Tumor necrosis factor α (TNF-α) has been implicated in the pathogenesis of numerous inflammatory and autoimmune disorders. Accordingly, TNF-α inhibitors, such as thalidomide, infliximab (Remicade), adalimumab (Humira), and etanercept (Enbrel), have been used with success in the treatment of autoimmune disorders, including psoriasis, rheumatoid arthritis, inflammatory bowel diseases, and lymphoproliferative disorders. Although anti–TNF-α therapy is safe and well tolerated, various adverse cutaneous reactions have been reported.
We encountered 5 patients who developed erythematous annular plaques on the trunk and extremities while receiving 4 different medications with inhibitory activity against TNF-α. One patient was treated with lenalidomide (Revlimid) for multiple myeloma, 2 received infliximab, and 1 received etanercept for severe rheumatoid arthritis; the last patient was in a clinical trial of adalimumab for psoriatic arthritis. Skin biopsy specimens revealed diffuse interstitial granulomatous infiltrates of lymphocytes, histiocytes, and eosinophils, palisading degenerated collagen. Withdrawal of the medications led to complete resolution of the skin lesions.
Interstitial granulomatous dermatitis should be considered in the differential diagnosis of skin lesions occurring in the setting of anti–TNF-α therapy.
Tumor necrosis factor α (TNF-α) is an inflammatory cytokine involved in normal and pathologic human physiology.1 Various cells, including lymphocytes, macrophages, endothelial cells, and Langerhans cells, are capable of producing TNF-α. In the skin, TNF-α is produced mainly by keratinocytes, Langerhans cells, and melanocytes. Although TNF-α is usually involved in inflammation as a normal host defense response, when overproduced it can become pathologic. Tumor necrosis factor α has been implicated in the pathogenesis of numerous inflammatory conditions, including psoriasis, rheumatoid arthritis (RA), inflammatory bowel disease, and lymphoproliferative disorders. There has been increasing evidence showing that TNF-α may facilitate induction and maintenance of these diseases through lymphocyte activation and cytokine production.1 Accordingly, TNF-α inhibitors, such as thalidomide, infliximab (Remicade), and etanercept (Enbrel), have been used with success in the treatment of autoimmune disorders, such as psoriasis, inflammatory bowel disease, and RA.2 Although anti–TNF-α therapy is safe and well tolerated, various adverse cutaneous reactions have been documented.3,4 We report herein 5 cases of interstitial granulomatous dermatitis (IGD) occurring in patients receiving 4 different agents with TNF-α inhibitory activity.
Recently, we encountered 5 patients, 3 women and 2 men, ranging in age from 34 to 65 years, who developed a distinctive rash following initiation of anti–TNF-α therapy. The clinical information of the patients is summarized in Table 1. Among the anti–TNF-α inhibitors used were infliximab in 2 patients, etanercept in 1, adalimumab (Humira) in 1, and lenalidomide (Revlimid) in 1. The patients' underlying conditions included RA in 3, psoriatic arthritis in 1, and multiple myeloma in 1. The characteristics of the skin lesion included rapid-onset asymptomatic to mildly pruritic skin rashes, manifested as multiple macules or indurated papules or plaques, 1 to 4 cm, mostly in annular configurations, some with a clear center and slightly elevated borders (Figure 1). The lesions were located on the trunk, shoulders, and upper extremities. In 3 patients, the rash developed within 1 to 3 months following initiation of the drug; and in 2 patients, the rash did not occur until more than 1 year after initiation of the drug. The clinical differential diagnosis included granuloma annulare and erythema multiforme. The eruption cleared in 3 patients and improved in 1 patient within 2 months on discontinuation of the TNF-α inhibitors. In 1 patient (patient 4), the TNF-α inhibitor could not be terminated because of her severe condition of RA, and skin lesions persisted at 3 months' follow-up.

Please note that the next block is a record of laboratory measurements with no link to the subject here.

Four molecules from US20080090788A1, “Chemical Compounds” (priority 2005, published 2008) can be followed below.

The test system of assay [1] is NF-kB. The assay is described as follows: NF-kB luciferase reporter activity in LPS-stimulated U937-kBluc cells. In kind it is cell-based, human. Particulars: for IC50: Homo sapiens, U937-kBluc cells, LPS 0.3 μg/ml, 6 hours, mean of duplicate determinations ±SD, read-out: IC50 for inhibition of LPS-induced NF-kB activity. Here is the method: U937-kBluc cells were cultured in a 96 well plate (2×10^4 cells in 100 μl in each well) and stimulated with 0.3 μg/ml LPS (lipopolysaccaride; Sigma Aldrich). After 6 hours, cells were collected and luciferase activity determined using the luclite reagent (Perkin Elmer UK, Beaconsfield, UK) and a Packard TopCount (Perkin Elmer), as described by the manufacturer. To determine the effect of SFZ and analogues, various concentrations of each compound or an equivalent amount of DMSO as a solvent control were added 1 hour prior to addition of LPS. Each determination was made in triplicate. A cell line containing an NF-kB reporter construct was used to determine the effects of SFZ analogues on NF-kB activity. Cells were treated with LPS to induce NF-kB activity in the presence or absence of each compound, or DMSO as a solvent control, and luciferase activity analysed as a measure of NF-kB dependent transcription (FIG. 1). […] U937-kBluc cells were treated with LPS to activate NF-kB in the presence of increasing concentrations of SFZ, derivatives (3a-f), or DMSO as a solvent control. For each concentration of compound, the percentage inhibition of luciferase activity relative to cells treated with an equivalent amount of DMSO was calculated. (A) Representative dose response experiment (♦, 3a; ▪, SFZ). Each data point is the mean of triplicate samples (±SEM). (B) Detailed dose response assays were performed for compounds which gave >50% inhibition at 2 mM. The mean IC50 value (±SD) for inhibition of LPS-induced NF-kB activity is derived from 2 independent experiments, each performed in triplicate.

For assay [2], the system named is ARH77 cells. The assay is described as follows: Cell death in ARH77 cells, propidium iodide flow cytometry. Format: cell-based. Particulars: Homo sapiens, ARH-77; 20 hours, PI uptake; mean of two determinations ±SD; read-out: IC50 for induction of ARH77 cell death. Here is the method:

Numerous annular plaques on the trunk. Some of the lesions appeared targetoid (patient 1).
The histopathological features of the skin biopsy specimens from these patients are summarized in Table 2. Most patients had a diffuse interstitial granulomatous infiltrate in the mid and deep dermis. The infiltrate was composed of predominantly lymphocytes and histiocytes, with palisading around partially degenerated collagen, forming ill-defined to discrete foci of granulomas. There were a few to numerous eosinophils and scattered neutrophils and multinucleated giant cells (Figure 2). A mild interface and superficial perivascular infiltrate of lymphocytes were present in 2 patients. Neither dermal mucin nor neutrophilia was prominent. No vasculitis was observed, nor was there subcutaneous tissue involvement.